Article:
DP6269 Women's Earning Power and the 'Double Burden' of Market and Household Work
|Author(s):||Natalie Chen, Paola Conconi, Carlo Perroni|
|Publication Date:||May 2007|
|Keyword(s):||Bargaining, Marriage, Renegotiation|
|JEL(s):||D1, J2, J3|
|Programme Areas:||Labour Economics|
|Link to this Page:||www.cepr.org/active/publications/discussion_papers/dp.php?dpno=6269|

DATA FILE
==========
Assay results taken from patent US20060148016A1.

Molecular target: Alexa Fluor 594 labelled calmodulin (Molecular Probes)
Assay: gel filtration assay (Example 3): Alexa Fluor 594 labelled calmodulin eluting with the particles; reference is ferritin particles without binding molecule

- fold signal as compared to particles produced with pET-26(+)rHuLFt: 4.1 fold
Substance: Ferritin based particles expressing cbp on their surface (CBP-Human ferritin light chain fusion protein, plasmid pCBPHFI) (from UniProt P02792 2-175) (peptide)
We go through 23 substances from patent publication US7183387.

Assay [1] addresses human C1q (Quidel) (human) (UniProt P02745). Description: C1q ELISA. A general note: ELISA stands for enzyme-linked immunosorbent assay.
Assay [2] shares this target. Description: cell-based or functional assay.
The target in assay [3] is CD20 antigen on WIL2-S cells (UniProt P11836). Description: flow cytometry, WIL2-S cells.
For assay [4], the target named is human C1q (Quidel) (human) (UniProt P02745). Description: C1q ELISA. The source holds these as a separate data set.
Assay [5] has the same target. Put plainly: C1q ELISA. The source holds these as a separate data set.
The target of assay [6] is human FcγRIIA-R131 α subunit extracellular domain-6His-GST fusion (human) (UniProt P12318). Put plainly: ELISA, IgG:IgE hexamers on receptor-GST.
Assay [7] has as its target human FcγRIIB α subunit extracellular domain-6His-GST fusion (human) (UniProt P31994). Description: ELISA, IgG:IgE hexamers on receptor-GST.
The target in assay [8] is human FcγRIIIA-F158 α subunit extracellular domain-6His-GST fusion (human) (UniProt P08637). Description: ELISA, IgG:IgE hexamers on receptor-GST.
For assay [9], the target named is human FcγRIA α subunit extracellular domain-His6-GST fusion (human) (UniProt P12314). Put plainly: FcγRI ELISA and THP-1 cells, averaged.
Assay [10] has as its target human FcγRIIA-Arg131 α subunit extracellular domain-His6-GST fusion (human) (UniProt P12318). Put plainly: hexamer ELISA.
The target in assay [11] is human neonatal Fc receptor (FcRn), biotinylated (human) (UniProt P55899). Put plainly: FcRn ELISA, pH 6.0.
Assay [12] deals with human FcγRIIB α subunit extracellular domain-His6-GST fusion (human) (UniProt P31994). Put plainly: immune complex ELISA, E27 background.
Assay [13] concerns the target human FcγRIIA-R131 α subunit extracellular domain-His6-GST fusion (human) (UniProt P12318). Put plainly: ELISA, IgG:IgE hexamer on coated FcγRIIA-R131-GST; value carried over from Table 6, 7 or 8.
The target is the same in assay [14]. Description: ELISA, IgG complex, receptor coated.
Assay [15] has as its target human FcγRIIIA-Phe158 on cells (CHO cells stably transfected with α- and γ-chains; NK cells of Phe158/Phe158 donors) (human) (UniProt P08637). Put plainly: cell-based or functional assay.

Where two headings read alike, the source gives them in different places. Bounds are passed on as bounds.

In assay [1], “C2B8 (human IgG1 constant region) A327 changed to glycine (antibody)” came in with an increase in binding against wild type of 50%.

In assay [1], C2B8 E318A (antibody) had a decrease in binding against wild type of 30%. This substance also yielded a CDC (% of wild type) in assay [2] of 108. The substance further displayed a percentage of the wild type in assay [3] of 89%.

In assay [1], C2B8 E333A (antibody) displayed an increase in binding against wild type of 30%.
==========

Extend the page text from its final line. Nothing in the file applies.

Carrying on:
Bargaining theory suggests that married women who experience a relative improvement in their labour market position should experience a comparative gain within their marriage. However, if renegotiation possibilities are limited by institutional mechanisms that achieve long-term commitment, the opposite may be true, particularly if women are specialized in household activities and the labour market allows comparatively more flexibility in their labour supply responses. Evidence from the German Socio-Economic Panel indeed shows that, as long as renegotiation opportunities are limited, comparatively better wages for women exacerbate their 'double burden' of market and household work.